It’s not just the fact that work and school are happening in the same place, at the same time; it’s also that Jenny has lost those precious moments of solitude that once existed in the space between the home and the office. She used to use her commuting time to make the mental shift from parent to professional. Now that’s gone. She has a childless colleague who walks to the Metro and back each weekday morning — “to set his mind” — then sits down to work. But Jenny doesn’t have that luxury.

For moms and dads working from home, the parent brain and the professional brain are smushed together, quarantined in the same skull. “You’re kind of thinking about work from when you wake up until you go to bed.” Even when you’re also thinking about starfish.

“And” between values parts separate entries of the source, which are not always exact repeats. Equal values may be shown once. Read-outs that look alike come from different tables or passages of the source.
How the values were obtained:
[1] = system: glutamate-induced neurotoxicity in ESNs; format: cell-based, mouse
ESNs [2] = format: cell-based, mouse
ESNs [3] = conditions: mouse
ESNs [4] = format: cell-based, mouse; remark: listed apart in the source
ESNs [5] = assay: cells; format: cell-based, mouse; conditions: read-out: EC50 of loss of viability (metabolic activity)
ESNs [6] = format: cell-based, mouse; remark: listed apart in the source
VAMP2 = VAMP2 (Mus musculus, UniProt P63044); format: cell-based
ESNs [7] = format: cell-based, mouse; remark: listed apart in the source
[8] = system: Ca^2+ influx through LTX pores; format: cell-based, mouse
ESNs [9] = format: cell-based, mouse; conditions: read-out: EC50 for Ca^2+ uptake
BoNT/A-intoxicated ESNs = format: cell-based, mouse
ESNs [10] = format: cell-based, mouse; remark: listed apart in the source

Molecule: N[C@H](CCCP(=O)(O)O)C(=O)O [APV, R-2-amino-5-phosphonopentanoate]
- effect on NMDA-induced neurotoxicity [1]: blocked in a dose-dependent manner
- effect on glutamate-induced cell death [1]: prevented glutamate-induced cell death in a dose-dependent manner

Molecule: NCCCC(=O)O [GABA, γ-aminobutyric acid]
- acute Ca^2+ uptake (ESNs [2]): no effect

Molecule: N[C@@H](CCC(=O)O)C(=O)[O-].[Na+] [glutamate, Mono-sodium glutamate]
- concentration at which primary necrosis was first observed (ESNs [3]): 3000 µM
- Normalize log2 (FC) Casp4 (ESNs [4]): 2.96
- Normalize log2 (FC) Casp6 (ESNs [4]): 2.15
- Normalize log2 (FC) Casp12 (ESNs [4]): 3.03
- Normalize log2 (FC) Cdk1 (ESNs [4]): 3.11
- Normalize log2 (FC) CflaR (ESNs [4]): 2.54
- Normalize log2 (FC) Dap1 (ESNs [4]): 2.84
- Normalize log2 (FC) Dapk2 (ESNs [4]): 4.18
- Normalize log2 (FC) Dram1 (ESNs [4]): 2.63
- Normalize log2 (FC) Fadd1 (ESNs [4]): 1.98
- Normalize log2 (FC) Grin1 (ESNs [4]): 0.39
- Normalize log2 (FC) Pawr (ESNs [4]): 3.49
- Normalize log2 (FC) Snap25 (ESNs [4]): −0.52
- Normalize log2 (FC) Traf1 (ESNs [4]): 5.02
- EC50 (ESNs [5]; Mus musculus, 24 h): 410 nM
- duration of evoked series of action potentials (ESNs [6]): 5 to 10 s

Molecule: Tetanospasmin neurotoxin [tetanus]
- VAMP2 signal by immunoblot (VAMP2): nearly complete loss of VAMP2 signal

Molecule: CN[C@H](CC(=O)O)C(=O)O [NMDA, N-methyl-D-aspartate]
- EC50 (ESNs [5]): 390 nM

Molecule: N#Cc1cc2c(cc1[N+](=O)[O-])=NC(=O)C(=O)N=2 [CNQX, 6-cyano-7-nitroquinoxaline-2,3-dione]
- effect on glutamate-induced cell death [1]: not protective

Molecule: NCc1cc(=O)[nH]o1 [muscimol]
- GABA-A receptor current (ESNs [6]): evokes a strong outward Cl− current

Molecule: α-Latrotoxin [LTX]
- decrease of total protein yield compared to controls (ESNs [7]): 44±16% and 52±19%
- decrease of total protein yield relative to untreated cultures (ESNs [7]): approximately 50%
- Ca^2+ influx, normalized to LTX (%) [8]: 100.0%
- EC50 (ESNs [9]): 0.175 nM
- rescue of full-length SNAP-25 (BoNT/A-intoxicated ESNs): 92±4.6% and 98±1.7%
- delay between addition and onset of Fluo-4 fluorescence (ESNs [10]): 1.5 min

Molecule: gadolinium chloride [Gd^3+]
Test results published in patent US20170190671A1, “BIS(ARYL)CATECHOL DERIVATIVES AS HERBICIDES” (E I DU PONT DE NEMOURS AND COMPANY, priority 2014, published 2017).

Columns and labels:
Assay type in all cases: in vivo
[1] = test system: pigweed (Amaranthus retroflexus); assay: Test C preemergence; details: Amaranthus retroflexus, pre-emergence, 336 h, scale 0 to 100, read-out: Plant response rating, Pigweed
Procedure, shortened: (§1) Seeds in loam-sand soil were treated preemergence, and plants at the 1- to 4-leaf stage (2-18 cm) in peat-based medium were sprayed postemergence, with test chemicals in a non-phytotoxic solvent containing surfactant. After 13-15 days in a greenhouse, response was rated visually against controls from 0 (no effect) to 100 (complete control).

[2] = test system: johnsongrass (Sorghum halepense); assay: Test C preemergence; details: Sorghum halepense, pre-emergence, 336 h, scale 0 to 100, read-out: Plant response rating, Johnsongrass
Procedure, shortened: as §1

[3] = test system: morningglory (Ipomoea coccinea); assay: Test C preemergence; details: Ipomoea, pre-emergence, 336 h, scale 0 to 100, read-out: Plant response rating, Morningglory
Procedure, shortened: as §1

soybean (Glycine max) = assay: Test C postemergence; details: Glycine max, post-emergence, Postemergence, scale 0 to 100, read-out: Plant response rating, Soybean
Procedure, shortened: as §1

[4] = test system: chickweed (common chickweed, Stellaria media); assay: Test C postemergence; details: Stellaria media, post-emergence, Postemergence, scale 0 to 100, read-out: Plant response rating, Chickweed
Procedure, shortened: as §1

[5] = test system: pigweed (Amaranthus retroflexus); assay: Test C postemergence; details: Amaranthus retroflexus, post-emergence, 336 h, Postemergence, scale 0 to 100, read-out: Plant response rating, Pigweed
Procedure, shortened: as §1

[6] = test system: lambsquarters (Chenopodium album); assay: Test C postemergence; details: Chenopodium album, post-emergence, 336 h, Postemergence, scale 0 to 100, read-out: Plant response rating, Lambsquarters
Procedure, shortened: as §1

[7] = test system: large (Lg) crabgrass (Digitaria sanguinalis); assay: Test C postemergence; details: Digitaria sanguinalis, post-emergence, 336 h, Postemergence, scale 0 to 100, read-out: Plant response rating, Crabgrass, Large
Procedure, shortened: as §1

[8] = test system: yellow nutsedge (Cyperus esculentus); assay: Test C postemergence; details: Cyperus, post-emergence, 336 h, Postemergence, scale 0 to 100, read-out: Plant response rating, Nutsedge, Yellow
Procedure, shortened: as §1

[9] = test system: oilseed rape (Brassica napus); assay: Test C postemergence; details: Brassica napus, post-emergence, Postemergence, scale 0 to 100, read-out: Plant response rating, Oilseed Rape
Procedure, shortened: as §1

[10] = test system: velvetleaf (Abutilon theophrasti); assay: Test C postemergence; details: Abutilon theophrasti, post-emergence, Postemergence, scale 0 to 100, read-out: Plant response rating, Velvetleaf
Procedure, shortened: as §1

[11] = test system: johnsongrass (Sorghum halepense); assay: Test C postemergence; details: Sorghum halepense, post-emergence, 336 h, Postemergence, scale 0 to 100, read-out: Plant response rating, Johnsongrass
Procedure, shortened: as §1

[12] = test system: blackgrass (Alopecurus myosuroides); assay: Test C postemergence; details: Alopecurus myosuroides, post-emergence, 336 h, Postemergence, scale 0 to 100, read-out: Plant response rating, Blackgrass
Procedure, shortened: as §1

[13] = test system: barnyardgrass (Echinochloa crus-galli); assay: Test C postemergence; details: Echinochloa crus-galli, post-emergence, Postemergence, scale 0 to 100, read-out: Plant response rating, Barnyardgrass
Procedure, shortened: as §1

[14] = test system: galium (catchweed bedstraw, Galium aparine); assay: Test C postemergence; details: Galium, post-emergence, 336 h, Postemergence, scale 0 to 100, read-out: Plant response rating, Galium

Fifty arms, no brain at all. Lucky starfish.

Colby is looking at a book of mazes. “Will you come help me, Daddy?” he asks, with a finger on the page’s instructions.

“Daddy’s sending an email,” Jenny tells him.

“But I need a grown-up to help me read.”

Toby’s email goes back on pause. Colby climbs into the chair next to his father and they work on how to navigate a series of mazes.

10 a.m.

Now it’s Colby’s turn to log into school. “Do you need a tissue?” his father asks, leaning over the boy’s shoulder. “I can see you on the screen, picking your nose.”

Toby stays close to manage the mute-unmute process for Colby as his teachers sing a welcome song to their class of 20 remote preschool students. “Where is Colby? Where is Colby?” the teachers sing.

“I’m right he-ya!” the boy responds.

“Good job! I love you, buddy,” Toby says, giving his son a quick kiss on the head. Then Toby checks his phone for new emails from colleagues who somehow have time to write them.